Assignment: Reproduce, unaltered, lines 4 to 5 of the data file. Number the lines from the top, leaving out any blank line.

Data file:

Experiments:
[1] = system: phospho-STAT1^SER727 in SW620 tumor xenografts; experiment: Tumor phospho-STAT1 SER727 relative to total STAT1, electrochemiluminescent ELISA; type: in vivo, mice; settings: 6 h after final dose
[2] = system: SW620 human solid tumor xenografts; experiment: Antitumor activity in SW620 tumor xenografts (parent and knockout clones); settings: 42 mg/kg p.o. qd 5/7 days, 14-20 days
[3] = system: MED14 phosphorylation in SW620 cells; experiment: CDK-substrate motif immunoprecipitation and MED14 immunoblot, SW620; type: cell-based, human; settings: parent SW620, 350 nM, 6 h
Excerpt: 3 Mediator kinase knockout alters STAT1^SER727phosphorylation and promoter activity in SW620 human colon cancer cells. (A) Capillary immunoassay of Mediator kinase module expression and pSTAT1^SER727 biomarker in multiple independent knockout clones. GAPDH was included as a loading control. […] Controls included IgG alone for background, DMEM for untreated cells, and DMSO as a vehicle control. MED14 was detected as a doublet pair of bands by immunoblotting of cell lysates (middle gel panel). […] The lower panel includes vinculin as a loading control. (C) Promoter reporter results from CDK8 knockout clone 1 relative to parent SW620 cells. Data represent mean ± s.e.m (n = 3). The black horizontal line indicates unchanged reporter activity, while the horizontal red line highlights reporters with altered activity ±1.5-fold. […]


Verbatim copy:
[3] = system: MED14 phosphorylation in SW620 cells; experiment: CDK-substrate motif immunoprecipitation and MED14 immunoblot, SW620; type: cell-based, human; settings: parent SW620, 350 nM, 6 h
Excerpt: 3 Mediator kinase knockout alters STAT1^SER727phosphorylation and promoter activity in SW620 human colon cancer cells. (A) Capillary immunoassay of Mediator kinase module expression and pSTAT1^SER727 biomarker in multiple independent knockout clones. GAPDH was included as a loading control. […] Controls included IgG alone for background, DMEM for untreated cells, and DMSO as a vehicle control. MED14 was detected as a doublet pair of bands by immunoblotting of cell lysates (middle gel panel). […] The lower panel includes vinculin as a loading control. (C) Promoter reporter results from CDK8 knockout clone 1 relative to parent SW620 cells. Data represent mean ± s.e.m (n = 3). The black horizontal line indicates unchanged reporter activity, while the horizontal red line highlights reporters with altered activity ±1.5-fold. […]